Audubon California is helping shape the future of this remarkable place for birds.
White Pelicans at the Salton Sea. Photo: Robin L
The Salton Sea is one of the most important places for birds in North America and is in danger of losing its ecological value. If it does, we will lose a vital part of the Pacific Flyway and face a toxic dust bowl that will threaten public health for more than a million Californians.
As part of the Colorado River Delta, the sea filled and dried for thousands of years prior to its current, 35-mile-long incarnation, which came into existence as the result of a massive flood of the Colorado River in 1905. The 350-square-mile sea has partially replaced wetland habitat lost to agricultural and urban conversion in the Colorado River Delta, California’s coast, and the San Joaquin Valley.
The sea is a globally significant Important Bird Area. For more than a century, the sea has served as a major nesting, wintering, and stopover site for millions of birds of more than 400 species. Today, tiny Eared Grebes winter by the thousands in rafts far out on its surface. American White Pelicans roost on mudflats and fish for tilapia in its shallows.
Recently, its water level dropped to the point that colonial seabirds began abandoning nesting sites en masse in 2013, and shallow, marshy habitat areas at the sea’s edge have begun to rapidly vanish, particularly at the south end. And in 2017, inputs of Colorado River water that have been maintaining a minimum sea level are scheduled to end, as more water is transferred from local agricultural uses to urban uses on the coast. As less water flows into the sea, it will shrink considerably, becoming more saline and eventually inhospitable to birds, fish, and insects.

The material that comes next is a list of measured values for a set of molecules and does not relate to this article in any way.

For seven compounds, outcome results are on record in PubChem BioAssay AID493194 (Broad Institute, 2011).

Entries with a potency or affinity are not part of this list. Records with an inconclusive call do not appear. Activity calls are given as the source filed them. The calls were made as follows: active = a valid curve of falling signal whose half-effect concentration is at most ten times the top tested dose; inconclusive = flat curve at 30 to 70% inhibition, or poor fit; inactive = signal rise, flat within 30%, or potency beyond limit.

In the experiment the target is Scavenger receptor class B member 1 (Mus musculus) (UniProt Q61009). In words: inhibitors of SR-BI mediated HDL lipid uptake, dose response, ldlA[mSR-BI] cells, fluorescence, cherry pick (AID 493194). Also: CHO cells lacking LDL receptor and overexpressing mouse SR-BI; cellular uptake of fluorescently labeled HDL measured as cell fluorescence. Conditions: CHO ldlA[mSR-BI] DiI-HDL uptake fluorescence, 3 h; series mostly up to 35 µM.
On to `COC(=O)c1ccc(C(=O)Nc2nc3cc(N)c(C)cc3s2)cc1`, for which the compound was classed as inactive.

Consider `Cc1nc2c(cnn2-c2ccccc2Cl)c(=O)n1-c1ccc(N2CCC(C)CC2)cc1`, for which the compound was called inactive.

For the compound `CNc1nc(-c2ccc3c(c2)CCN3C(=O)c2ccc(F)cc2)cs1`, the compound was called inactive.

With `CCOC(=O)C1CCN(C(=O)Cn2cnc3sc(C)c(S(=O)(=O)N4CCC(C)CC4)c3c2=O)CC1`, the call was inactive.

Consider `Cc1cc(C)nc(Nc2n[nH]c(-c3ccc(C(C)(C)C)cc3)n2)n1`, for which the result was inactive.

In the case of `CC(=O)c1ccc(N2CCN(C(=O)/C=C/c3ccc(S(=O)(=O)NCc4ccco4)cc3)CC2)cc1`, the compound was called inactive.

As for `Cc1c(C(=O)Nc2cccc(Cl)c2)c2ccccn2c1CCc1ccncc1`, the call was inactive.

Audubon California has the opportunity to help address some of the immense challenges of the Salton Sea.
Research about how much habitat -- and what kind -- birds are using at the Salton Sea should guide restoration.
San Diego Audubon Society recently partnered with an elementary school to educate students about birds that rely on the Salton Sea.
The Los Angeles Times's Patt Morrison interviews Tim Krantz, a University of Redlands environmental studies professor, about what's at stake at the Salton Sea. An excerpt:
"If you had a 30-second TV spot to make your pitch for saving the Salton Sea, what would it say?
The sea is not an accident. It's not there in the isolated desert. It affects 1.5 million people who live around it. It's not a local, regional problem; it's much broader. To deal with it retroactively, only after thousands of people have lost their lives, only after property values from Palm Springs to the border have declined, only after the fish and wildlife values, the migratory bird values have been lost — we're facing the dilemma in perpetuity, trying to put Band-Aids on the problem. Or we can spend that money now and maybe get a return on our investment in short order."
Read the whole piece here.
Conservation groups including Audubon California hope that more than $80 million included in the recently-approved state budget will be the first step in a longer, more substantial commitment from the Legislature to addressing the developing environmental crisis at the Salton Sea. The $80.5 million for planning and restoration at the Salton Sea, part of the $167 billion state budget, will ultimately come from Proposition 1 funds approved by voters in 2014.
While the new funding marks the largest amount that the State of California has ever contributed to restoration at the Salton Sea, it is nonetheless only a fraction of the several billion dollars that will be needed to stabilize the situation there.
The funding will help the state pay for the development of a long-term management plan that seeks to address the problems created by reduced water deliveries to California’s largest inland lake. As the Salton Sea shrinks in the coming years, it is expected to have serious ramifications for the more the 400 species of birds that rely on its habitat. Less water will also result in the exposure of hundreds of acres of plays, creating a toxic dust and a serious public health hazard.
Money will also jump-start restoration of habitat along the edge of the lake, creating infrastructure to move water to a number of habitat areas.
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